Perhaps, more specifically, why don’t I live it all of the time?

That is a question asked by many students of the Seven Habits and parallel philosophies as they struggle to comply with the highly idealistic constitution that they put to paper having discovered, and accepted the sheer power of, the Mission Statement concept.

It would be unnecessary to go over the rationale of a Mission Statement in a forum such as this – all of the readers will have an idea of it already. So what is it that prevents us from living our MS?

First, even as we write it we are told to make it a representation of our best selves, who we want to be and how we want to live. This ideal is independent of ‘things’ and ‘stuff’, which are transient. The objective is to state how we believe a person of character, as defined by our own values and sense of purpose, should live. In other words, we create a perfect plan of how we will ‘be’. And as they say, as we make our plans, God laughs.

You see, the next part is execution of the plan. Here comes the first obstacle: our environment. Not just the space around us, but our entire lives – where we are, what we do, who we do it with and for, and what life does to, for and with us. The MS tends to be written in a quiet, contemplative setting. Indeed, that is where we are advised to go when we prepare it. It’s not written in the kitchen where the cakes beckon. Nor is it conjured up at work where conflicting and pressurising priorities abound. It’s not prepared while the kids all contend for our attention and (Dads) the contents of our wallet. It is when these things occur around us that execution of the plan is hardest, because the plan is not about what we do but about how we do it. And competing environmental pressures pull at us to the point of distraction from that very desire to be great.

The next distraction is convenience. In that moment of choice, where our Mission calls upon us to act with integrity, the immediate unavailability of ‘perfect’ all too often catapults us not to ‘near perfect’ but to ‘easiest’. We go from genuinely seeking a salad to guzzling chips (fries, for my US readers); from going out for a run to watching NCIS; from completing necessary uninspiring but work, to playing Angry Birds. From properly raising responsible children to just giving in to what they want.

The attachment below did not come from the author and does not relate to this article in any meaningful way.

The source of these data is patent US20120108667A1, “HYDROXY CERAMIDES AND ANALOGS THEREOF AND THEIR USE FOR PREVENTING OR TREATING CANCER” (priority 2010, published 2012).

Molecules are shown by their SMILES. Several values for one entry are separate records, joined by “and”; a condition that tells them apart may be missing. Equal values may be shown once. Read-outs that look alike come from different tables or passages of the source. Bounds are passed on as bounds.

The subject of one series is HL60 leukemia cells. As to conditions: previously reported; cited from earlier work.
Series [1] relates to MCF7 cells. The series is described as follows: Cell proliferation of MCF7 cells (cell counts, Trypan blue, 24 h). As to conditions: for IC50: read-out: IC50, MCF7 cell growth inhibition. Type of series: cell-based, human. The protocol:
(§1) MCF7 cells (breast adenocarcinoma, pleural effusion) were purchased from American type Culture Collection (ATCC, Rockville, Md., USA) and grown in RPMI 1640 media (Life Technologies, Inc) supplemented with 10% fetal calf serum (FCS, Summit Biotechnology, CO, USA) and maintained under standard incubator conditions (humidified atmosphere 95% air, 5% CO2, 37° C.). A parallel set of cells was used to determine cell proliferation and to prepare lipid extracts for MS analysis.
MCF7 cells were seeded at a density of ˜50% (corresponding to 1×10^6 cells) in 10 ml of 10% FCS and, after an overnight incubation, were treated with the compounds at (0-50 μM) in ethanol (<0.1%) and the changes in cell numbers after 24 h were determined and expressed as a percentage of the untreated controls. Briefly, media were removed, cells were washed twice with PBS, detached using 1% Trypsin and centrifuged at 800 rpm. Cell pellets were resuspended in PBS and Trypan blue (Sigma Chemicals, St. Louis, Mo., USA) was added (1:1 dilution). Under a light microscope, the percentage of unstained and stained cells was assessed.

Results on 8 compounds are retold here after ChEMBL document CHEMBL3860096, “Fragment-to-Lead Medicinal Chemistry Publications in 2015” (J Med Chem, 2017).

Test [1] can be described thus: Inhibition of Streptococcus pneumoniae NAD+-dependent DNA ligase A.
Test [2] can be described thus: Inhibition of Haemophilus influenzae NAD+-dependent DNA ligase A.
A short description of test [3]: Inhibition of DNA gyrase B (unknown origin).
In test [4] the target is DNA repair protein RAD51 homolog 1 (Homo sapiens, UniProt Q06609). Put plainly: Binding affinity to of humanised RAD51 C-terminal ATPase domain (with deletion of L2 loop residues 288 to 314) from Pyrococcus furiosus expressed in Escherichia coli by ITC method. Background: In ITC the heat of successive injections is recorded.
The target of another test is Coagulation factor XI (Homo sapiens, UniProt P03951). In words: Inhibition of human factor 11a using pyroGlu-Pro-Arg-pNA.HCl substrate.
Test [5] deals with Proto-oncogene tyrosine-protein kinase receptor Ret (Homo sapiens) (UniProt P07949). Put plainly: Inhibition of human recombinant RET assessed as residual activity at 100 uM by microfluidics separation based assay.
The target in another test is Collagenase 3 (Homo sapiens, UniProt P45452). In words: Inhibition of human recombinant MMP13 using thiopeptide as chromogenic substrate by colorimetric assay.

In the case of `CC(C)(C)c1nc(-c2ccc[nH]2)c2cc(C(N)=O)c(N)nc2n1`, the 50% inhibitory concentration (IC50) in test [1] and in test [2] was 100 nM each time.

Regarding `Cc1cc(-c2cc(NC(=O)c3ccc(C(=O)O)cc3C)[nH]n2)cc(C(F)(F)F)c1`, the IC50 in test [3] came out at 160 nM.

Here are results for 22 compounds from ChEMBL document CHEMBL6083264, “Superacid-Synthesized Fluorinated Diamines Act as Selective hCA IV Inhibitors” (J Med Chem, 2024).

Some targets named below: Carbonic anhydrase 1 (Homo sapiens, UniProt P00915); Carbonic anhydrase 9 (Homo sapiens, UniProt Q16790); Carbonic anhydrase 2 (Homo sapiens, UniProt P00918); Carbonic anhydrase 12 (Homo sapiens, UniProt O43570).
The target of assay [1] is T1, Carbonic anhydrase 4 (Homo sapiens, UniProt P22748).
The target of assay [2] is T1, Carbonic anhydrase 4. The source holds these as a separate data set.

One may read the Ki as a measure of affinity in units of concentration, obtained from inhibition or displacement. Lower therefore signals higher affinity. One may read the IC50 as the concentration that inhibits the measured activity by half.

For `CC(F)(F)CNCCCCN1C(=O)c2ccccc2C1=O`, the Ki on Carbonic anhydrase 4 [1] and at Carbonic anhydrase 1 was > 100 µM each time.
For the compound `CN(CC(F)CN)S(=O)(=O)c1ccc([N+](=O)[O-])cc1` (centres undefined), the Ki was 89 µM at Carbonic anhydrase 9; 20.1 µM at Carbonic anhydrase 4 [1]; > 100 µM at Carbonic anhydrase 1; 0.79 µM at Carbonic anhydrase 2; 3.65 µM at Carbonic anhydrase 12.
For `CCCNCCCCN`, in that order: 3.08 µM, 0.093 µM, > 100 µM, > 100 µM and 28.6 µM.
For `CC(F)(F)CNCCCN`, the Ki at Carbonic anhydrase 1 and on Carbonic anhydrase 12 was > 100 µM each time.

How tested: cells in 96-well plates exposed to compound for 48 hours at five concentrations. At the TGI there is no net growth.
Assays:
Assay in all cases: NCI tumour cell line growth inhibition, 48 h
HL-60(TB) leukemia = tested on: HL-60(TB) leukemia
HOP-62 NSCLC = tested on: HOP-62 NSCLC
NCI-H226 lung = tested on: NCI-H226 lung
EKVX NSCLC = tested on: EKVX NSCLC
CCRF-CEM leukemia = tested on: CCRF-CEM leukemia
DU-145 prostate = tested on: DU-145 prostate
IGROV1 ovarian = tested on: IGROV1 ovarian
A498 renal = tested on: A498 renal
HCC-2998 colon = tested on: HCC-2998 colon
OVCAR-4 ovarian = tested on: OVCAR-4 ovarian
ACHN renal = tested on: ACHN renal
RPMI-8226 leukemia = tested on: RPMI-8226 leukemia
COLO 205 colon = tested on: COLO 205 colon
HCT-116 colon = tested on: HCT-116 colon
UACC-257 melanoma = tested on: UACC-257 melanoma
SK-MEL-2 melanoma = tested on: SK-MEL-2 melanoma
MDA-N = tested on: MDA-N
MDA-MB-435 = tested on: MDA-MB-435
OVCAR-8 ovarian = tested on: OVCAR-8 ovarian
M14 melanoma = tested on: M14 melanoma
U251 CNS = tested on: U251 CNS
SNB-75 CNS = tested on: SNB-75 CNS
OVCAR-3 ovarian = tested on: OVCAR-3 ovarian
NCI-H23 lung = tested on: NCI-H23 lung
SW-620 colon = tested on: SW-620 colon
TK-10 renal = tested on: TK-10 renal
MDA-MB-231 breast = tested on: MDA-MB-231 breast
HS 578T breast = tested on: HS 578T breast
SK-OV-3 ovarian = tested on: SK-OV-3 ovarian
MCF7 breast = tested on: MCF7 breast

Another interruption is confusion, where we know something needs to be done, but we are not sure how to do it. Rather than learn how, we avoid asking the important questions, or we deflect ourselves from the risk of ridicule for our lack of self-confidence, and go off and do something in which we have confidence that we are proficient.

When writing a Mission Statement it may be worth considering, in that quiet and contemplative place, how you would act in those circumstances. Dr Covey himself wrote of affirmations, which he used to anticipate how he would still comply with his MS and values system if and when such challenges arose. To use his own example, ‘It is deeply satisfying (emotional) that I (personal) respond (present tense) with wisdom, love, firmness and self-control (positive and Mission orientated – my addition) when my children misbehave.”

Ultimately, however, there is but one answer and we know, in all conscience, what that is.

“Must try harder.” This is a phrase that many, if not all of us, have seen in our school reports. In an educational sense it is both a criticism that we aren’t working hard enough, and a recognition that we are capable of so much more. In the final analysis, we are responsible (response-able) for controlling our response to our environment, for making the inconvenience of living more convenient, and for our own learning and confidence.

So here’s a thought. Supposing Dr Covey was writing your school report, and he used those words. Would you do it? I think you’d try. I think you would make more effort to execute the First Resolution, the Resolution that serves the execution of Habits 1 to 3. You would overcome the restraining forces of appetites and passions (convenience, environment) and you would resolve to exercise self-discipline and self-denial in that moment of choice. Even confusion would be overcome if you exercised those two skill-sets in an effort to learn more.

So I have three words of advice. They are:

Go on then.

(Having written that, now I have no excuse…… )